Which brings me to this post.

I grew up with cakes and cookies and other baked goods being our standard desserts. Mandelbrodt was one of the most common, oatmeal raisin cookies and marble cake too, not to mention brownies. Ever since we've been married, though, my husband constantly tells me "Why serve something heavy like that at the end of the meal? You just ate something filling- dessert should be something light, like ice cream or pudding or jelly (the South African word for jello)!"
Well, sometimes I take what my husband says into consideration, and make his style desserts. Other times I stick to mine. My versions of desserts are usually more easily made with pantry staples and quickly, whereas the light desserts usually take more work or have ingredients that I don't always have in the house.
When I knew this Afrikaaner guest was coming, I decided to go with the South African accepted type of dessert- something light, but I didn't have much time available to prepare something, and my kitchen wasn't full of many of the ingredients I would usually use to make such desserts. I thought and thought about what type of dessert to make, and came up with this one.

Chia seeds are in the sage family, and have a special property that makes them absorb tremendous amounts of water and swell up. You can grind them up and use them as a vegan egg substitute as you would ground flax seeds, or you can let the seeds swell up and make desserts or drinks based on that, such as this chia kombucha drink, as long as you don't mind the gelatinous texture of soaked chia seeds.

I used chia seeds to make this quick no fuss pudding. It did need some time to sit to let the chia seeds fully absorb the liquid, but actual hands on time to make it was very minimal. And it used only ingredients I had in the house.
This makes quite a large batch- feel free to halve it or quarter it or whatever.

I used peanut butter, since that was what I had available, but any nut or seed butter can be used for this, whether walnut, almond, cashew, hazelnut, sunflower seed butter, or tahini etc.... You can even use coconut milk or rice milk or regular milk in this, but then it won't have that Reese's chocolate peanut buttery taste that you can get when combining the chocolate with other nut or seed butters.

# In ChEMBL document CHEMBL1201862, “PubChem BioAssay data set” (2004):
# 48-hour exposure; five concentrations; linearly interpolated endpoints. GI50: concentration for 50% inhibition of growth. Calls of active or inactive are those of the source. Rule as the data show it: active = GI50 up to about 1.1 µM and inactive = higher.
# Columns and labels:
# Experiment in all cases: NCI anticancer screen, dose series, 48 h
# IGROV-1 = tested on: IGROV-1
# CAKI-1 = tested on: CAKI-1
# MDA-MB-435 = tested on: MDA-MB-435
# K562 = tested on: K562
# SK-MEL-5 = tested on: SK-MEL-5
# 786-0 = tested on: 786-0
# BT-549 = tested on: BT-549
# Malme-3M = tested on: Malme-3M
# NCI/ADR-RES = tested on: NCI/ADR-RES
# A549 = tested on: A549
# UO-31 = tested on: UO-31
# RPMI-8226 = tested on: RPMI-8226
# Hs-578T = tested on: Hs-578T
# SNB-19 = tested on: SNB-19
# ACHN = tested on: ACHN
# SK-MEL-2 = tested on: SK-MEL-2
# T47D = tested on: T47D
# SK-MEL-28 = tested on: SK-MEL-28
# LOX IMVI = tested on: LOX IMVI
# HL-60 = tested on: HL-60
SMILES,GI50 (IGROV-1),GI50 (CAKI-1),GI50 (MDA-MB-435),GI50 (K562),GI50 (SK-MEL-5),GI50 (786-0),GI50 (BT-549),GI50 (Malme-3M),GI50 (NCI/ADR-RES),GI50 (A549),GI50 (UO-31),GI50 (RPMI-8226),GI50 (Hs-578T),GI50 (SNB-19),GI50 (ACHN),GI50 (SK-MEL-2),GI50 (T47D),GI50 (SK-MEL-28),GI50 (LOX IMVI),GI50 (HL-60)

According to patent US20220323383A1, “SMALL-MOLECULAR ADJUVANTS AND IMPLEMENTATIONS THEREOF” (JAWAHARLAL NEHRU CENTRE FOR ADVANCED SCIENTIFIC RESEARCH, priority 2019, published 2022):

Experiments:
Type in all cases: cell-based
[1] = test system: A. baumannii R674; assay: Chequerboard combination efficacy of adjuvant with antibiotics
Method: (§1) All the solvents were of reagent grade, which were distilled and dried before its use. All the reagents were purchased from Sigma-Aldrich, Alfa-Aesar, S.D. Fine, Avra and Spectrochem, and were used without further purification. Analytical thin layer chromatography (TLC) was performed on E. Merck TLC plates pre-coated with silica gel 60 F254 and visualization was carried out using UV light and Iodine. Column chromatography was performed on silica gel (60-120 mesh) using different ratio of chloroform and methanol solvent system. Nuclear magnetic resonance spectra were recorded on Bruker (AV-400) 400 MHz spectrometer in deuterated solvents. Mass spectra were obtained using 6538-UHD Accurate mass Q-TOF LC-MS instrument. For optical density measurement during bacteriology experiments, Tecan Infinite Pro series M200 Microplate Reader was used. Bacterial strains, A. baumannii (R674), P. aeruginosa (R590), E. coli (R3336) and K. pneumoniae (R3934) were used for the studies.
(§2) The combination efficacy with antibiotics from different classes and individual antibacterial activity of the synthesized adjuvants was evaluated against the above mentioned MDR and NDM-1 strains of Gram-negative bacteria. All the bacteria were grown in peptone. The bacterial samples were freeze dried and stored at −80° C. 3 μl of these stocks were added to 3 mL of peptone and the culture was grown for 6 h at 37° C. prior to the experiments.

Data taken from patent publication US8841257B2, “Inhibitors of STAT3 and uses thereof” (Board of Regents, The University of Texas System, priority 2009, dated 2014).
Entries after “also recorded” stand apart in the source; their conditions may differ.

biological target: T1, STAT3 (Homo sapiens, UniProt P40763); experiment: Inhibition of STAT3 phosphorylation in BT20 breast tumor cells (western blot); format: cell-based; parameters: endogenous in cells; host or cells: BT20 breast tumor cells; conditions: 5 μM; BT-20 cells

What I like about this recipe is its versatility, that you can use whatever sweetener or nut butter you prefer or have in the house, so I could make mine cheaply and vegan and refined sugar free by using jaggery syrup, but you can make it paleo by using nut butter, and as cheap as possible by using white sugar if you don't try to avoid it.
I topped mine with dragon fruit that I got super cheaply at the market because it was from the reduced rack, and coconut cream, but you can top it with whatever fruit you have available, or leave out the fruit if you want.

Not only is it a wonderful dessert that went over well with my family and with my guests, leftovers also made a great breakfast.

Reese's Flavored Chia Pudding Recipe- Homemade Chocolate Peanut Butter Chia Dessert- Vegan, Paleo Option

Sunday, March 26, 2017

No Shame, a Little Guts, and a Lot of Free Food

Today I went to the market to meet with my friend Juli, who was coming with her kids, and she wanted me to show her around the market. My fridge was already full from the last time I was there and got so much food for very little money, but I did need some fruit, because all I had was citrus fruit. So I went with the goal of getting other non citrus fruit, and if I found anything free, then why not...

In the end, in the above picture, I got all that for free. And yes, you've got that right- that isn't just produce.